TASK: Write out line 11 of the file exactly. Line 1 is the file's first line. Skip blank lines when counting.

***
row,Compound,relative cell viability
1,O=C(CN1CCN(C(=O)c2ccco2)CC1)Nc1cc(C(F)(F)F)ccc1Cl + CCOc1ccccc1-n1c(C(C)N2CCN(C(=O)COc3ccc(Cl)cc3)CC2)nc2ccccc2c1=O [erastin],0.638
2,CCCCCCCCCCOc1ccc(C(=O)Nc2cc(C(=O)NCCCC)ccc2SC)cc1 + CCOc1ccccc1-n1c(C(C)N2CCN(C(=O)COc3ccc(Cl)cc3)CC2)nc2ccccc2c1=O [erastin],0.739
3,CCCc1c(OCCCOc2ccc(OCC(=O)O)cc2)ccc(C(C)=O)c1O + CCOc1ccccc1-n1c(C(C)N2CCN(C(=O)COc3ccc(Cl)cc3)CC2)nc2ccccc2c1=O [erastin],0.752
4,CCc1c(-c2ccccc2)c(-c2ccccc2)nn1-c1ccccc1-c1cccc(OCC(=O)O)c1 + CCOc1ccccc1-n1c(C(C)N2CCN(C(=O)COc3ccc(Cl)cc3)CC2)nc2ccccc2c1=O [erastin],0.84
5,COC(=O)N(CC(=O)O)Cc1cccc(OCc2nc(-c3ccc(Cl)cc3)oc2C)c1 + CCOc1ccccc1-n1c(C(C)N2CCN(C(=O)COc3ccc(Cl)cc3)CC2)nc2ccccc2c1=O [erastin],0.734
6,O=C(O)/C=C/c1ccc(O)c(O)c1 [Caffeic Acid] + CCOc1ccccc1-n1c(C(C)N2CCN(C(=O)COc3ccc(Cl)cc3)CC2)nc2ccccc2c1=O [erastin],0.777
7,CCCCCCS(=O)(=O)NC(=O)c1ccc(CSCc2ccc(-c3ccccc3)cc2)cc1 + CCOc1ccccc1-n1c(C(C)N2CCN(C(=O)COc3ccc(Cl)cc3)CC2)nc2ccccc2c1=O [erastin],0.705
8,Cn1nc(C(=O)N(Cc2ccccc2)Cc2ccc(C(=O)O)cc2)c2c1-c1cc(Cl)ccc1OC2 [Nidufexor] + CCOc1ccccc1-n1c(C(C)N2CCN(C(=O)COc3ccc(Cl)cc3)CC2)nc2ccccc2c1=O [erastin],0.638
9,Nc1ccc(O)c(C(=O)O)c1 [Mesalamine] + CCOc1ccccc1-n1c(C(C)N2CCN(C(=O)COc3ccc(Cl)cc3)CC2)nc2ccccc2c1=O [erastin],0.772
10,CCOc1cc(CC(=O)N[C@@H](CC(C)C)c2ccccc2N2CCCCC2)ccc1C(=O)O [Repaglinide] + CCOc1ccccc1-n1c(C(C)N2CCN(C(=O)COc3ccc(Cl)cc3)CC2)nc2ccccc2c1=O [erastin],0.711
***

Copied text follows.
10,CCOc1cc(CC(=O)N[C@@H](CC(C)C)c2ccccc2N2CCCCC2)ccc1C(=O)O [Repaglinide] + CCOc1ccccc1-n1c(C(C)N2CCN(C(=O)COc3ccc(Cl)cc3)CC2)nc2ccccc2c1=O [erastin],0.711